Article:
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Wednesday, March 17, 2010

True/False Film Festival behind the scenes: a volunteer’s perspective

By Amanda Noel

If you have lived in Columbia for very long, you have most likely heard and perhaps taken part in Columbia’s True/False Film Festival, an annual weekend festivity where artists flock to Columbia to showcase their documentary films, music and other creative forms of entertainment to eager, thrill-seeking crowds. But what would the festival be without people to man the ticket booths, usher the theater aisles, set up and break down for events, and help keep everything running smoothly? That is where the hundreds of dedicated volunteers come in.

The directors of T/F say on their Web site, “If films are the mind of the Fest, our volunteers are the heart.” To volunteers they say, “Your investment of time, love and energy is what gives soul to the True/False experience, and we truly couldn't do it without you (nor would we want to).”
And what do the volunteers get out of the gig? By agreeing to work 15 hours throughout the weekend, they receive a volunteer pass that grants them free admission to films at all festival venues and free admission to screenings of T/F films at the Ragtag Cinema even after the festival is over (except on Fridays and Saturdays). At the end of the festival, T/F puts on a volunteers-only party and hosts a screening to celebrate all the hard work the volunteers put in over the weekend.
This year’s festival was held Feb. 25 – 28. The main venues where volunteers were stationed for screenings were the Missouri Theatre Center for the Arts, the Blue Note, the two-screen Ragtag Cinema, the Forrest Theater at the Tiger Ballroom, Stephens College's Chapel and Windsor Auditorium.

Megan Johnson, a faculty member at the Columbia College-Jefferson City campus, said her experience with T/F was sparked by a fascination she had with independent films and documentaries. She developed this interest in college at Missouri State University in Springfield, Mo., where she frequented a local independent cinema called The Moxie. “I have been to the Ragtag several times and caught wind of True/False from going there,” said Johnson. “Since I heard it was coming up, I went online and saw that they were still in need of volunteers and that they were recruiting roughly 600 people, so I signed on.”

The first event Johnson attended was the volunteer pep rally at Stephens College prior to the start of the festival. “I went to [the pep rally] and was astounded,” said Johnson. “There were so many people there!” She mentioned that there were all types of volunteers in attendance in addition to general volunteers, like her. This range of volunteers included juggernauts, who dedicate 40 hours before, during, or after the Fest, and the Queens, who are in charge of the Q.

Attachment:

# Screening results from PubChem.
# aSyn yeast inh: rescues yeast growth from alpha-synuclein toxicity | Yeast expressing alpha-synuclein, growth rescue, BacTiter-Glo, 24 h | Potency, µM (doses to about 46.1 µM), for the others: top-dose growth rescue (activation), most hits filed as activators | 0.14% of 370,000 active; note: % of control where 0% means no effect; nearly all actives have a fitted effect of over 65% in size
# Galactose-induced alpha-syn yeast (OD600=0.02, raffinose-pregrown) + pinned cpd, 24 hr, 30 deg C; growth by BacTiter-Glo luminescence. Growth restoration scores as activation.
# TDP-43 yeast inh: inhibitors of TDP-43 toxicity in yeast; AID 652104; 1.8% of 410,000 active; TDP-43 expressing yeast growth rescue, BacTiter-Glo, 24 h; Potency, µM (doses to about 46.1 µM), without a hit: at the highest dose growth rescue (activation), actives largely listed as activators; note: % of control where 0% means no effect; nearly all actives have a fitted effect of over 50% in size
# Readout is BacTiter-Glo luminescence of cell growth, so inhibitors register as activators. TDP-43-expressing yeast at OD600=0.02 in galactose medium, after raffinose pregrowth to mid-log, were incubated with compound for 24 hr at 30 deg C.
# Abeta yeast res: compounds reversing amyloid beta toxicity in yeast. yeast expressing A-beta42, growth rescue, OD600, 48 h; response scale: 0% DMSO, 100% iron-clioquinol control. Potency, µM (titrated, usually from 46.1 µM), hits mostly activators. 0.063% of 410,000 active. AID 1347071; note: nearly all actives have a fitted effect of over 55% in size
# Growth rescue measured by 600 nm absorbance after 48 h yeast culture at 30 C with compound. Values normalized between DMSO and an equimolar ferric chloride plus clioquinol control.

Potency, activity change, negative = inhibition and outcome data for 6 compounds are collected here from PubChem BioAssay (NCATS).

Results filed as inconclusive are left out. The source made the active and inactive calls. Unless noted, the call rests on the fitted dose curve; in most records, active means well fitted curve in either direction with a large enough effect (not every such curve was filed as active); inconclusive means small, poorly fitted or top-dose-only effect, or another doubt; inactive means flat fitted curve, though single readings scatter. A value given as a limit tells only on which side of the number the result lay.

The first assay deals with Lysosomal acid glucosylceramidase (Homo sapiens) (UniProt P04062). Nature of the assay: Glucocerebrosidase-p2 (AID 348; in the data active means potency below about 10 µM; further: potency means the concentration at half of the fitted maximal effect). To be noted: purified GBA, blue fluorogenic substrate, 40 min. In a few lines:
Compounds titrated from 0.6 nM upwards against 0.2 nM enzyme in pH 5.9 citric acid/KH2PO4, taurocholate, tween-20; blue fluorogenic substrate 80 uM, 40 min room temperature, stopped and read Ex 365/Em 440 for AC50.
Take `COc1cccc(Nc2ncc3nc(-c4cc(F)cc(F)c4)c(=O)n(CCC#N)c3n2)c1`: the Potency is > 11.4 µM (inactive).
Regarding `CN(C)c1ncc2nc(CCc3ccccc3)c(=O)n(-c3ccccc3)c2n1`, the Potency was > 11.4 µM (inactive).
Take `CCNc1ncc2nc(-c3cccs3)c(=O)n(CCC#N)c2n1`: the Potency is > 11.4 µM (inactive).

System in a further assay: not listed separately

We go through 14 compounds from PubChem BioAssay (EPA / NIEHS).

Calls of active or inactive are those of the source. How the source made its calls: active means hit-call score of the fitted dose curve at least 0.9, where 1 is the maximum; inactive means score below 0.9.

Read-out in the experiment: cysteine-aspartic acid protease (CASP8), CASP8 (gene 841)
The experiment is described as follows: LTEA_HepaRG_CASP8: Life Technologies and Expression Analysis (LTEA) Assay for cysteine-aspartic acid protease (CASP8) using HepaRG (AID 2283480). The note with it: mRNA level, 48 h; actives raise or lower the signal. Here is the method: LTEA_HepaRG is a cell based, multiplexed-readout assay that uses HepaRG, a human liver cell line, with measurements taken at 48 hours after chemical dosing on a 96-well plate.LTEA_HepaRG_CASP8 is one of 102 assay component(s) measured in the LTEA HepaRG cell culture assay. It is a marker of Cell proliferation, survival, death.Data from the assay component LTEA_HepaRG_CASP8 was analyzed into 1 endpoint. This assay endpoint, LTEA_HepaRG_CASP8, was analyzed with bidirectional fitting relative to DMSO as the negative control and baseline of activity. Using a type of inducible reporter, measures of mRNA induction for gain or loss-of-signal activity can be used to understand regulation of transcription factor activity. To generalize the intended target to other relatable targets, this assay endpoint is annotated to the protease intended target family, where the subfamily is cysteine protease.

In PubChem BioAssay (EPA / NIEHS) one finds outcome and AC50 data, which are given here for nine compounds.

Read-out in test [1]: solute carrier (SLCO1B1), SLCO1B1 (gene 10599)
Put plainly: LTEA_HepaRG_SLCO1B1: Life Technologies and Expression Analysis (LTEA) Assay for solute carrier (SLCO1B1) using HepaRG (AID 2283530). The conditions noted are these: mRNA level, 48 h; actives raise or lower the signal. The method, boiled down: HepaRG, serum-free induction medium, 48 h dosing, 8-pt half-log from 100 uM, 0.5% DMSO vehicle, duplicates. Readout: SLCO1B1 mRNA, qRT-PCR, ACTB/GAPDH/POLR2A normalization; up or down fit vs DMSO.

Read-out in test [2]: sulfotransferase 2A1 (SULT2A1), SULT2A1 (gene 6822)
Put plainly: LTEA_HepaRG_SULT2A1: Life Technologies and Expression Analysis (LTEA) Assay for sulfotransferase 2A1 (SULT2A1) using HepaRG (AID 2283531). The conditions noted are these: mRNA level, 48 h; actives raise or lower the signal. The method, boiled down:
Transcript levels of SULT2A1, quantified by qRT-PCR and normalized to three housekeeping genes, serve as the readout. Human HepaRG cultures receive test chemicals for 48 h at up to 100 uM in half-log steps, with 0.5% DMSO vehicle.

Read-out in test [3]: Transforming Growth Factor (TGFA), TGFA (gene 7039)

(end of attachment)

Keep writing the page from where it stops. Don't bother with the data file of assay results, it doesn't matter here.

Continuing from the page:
“The Q is the way you get into films if you don’t have a reserved seat and a pass,” explained Johnson. “It’s kind of complicated but the rationale is that there is always someone who gets a pass and won’t go to every film they reserve and so the Q is designed so every seat is filled. Those who Q are usually volunteers or people who want to go to one or two shows and just pay $10 as opposed to $60 [for a weekend pass].”

Johnson said her volunteer experience began at the Forrest Theater, where she quickly became familiar with the Q and instantly met several people. “One [volunteer] worked in Registration at Columbia College, one attends the Journalism School at Mizzou, and the other ones were from various walks of life (married, older, very young). The rest of the weekend Johnson volunteered at the Ragtag, “a decidedly busier venue,” she said. “Again, the volunteers ranged from young to old, students to established careers, and everyone had fun, vibrant, energetic attitudes. I met so many wonderful people that shared the same interest as me – films.”

Johnson said, “The entire event was well organized, and I had more fun that weekend than I remember having in years. I would volunteer at True/False again in a heartbeat.”

Best Volunteer Memories from T/F 2010

Reported on the T/F blog by volunteer Dylan Conn, a high school student from Chicago:

• “Going to sleep at 4 a.m., only to wake up four hours later and see five films that day.

• A lingering desire to try and light my tap water on fire after seeing “GasLand.”

• Interacting with fest-goers; those who thanked me and those who argued with me.

• Asking the director of “Last Train Home” for his tickets before realizing who he was.

• Standing for the duration of “The Invention of Dr. NakaMats.” I could’t NOT get into a film!”

Photo credits:
  1.  Photo courtesy of
  2. Tricia Dietrich volunteers as a “Q queen” for the 2009 True False Film Festival. Photo courtesy of

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